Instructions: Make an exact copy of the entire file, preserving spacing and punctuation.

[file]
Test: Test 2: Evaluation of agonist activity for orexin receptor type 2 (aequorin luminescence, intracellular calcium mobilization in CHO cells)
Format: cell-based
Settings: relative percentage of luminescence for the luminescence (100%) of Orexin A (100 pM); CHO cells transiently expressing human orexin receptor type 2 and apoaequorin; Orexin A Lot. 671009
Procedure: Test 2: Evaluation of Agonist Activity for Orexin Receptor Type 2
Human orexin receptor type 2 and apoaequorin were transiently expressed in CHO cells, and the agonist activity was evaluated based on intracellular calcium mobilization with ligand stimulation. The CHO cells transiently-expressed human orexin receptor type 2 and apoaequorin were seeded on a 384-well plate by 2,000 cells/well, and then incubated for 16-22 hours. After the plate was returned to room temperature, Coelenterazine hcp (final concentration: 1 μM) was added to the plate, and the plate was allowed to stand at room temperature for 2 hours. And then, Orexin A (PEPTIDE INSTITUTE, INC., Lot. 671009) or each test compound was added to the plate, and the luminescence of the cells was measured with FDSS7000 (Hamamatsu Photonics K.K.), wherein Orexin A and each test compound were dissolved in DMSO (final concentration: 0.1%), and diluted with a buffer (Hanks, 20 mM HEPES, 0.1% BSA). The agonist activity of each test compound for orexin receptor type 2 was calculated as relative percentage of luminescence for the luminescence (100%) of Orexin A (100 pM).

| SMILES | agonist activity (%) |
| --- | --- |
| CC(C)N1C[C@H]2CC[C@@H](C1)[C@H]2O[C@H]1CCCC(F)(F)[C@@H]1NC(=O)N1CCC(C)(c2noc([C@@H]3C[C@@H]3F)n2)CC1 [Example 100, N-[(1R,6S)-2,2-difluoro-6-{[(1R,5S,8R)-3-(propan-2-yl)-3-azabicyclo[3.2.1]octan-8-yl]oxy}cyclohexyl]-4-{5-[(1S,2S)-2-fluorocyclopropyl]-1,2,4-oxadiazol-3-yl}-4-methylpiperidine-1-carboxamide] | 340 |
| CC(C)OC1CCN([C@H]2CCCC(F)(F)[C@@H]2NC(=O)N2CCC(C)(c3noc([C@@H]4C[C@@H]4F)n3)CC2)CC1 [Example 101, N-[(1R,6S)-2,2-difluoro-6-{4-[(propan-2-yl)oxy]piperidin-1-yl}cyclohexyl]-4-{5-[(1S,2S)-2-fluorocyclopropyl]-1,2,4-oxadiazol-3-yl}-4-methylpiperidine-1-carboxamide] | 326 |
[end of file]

Test: Test 2: Evaluation of agonist activity for orexin receptor type 2 (aequorin luminescence, intracellular calcium mobilization in CHO cells)
Format: cell-based
Settings: relative percentage of luminescence for the luminescence (100%) of Orexin A (100 pM); CHO cells transiently expressing human orexin receptor type 2 and apoaequorin; Orexin A Lot. 671009
Procedure: Test 2: Evaluation of Agonist Activity for Orexin Receptor Type 2
Human orexin receptor type 2 and apoaequorin were transiently expressed in CHO cells, and the agonist activity was evaluated based on intracellular calcium mobilization with ligand stimulation. The CHO cells transiently-expressed human orexin receptor type 2 and apoaequorin were seeded on a 384-well plate by 2,000 cells/well, and then incubated for 16-22 hours. After the plate was returned to room temperature, Coelenterazine hcp (final concentration: 1 μM) was added to the plate, and the plate was allowed to stand at room temperature for 2 hours. And then, Orexin A (PEPTIDE INSTITUTE, INC., Lot. 671009) or each test compound was added to the plate, and the luminescence of the cells was measured with FDSS7000 (Hamamatsu Photonics K.K.), wherein Orexin A and each test compound were dissolved in DMSO (final concentration: 0.1%), and diluted with a buffer (Hanks, 20 mM HEPES, 0.1% BSA). The agonist activity of each test compound for orexin receptor type 2 was calculated as relative percentage of luminescence for the luminescence (100%) of Orexin A (100 pM).

| SMILES | agonist activity (%) |
| --- | --- |
| CC(C)N1C[C@H]2CC[C@@H](C1)[C@H]2O[C@H]1CCCC(F)(F)[C@@H]1NC(=O)N1CCC(C)(c2noc([C@@H]3C[C@@H]3F)n2)CC1 [Example 100, N-[(1R,6S)-2,2-difluoro-6-{[(1R,5S,8R)-3-(propan-2-yl)-3-azabicyclo[3.2.1]octan-8-yl]oxy}cyclohexyl]-4-{5-[(1S,2S)-2-fluorocyclopropyl]-1,2,4-oxadiazol-3-yl}-4-methylpiperidine-1-carboxamide] | 340 |
| CC(C)OC1CCN([C@H]2CCCC(F)(F)[C@@H]2NC(=O)N2CCC(C)(c3noc([C@@H]4C[C@@H]4F)n3)CC2)CC1 [Example 101, N-[(1R,6S)-2,2-difluoro-6-{4-[(propan-2-yl)oxy]piperidin-1-yl}cyclohexyl]-4-{5-[(1S,2S)-2-fluorocyclopropyl]-1,2,4-oxadiazol-3-yl}-4-methylpiperidine-1-carboxamide] | 326 |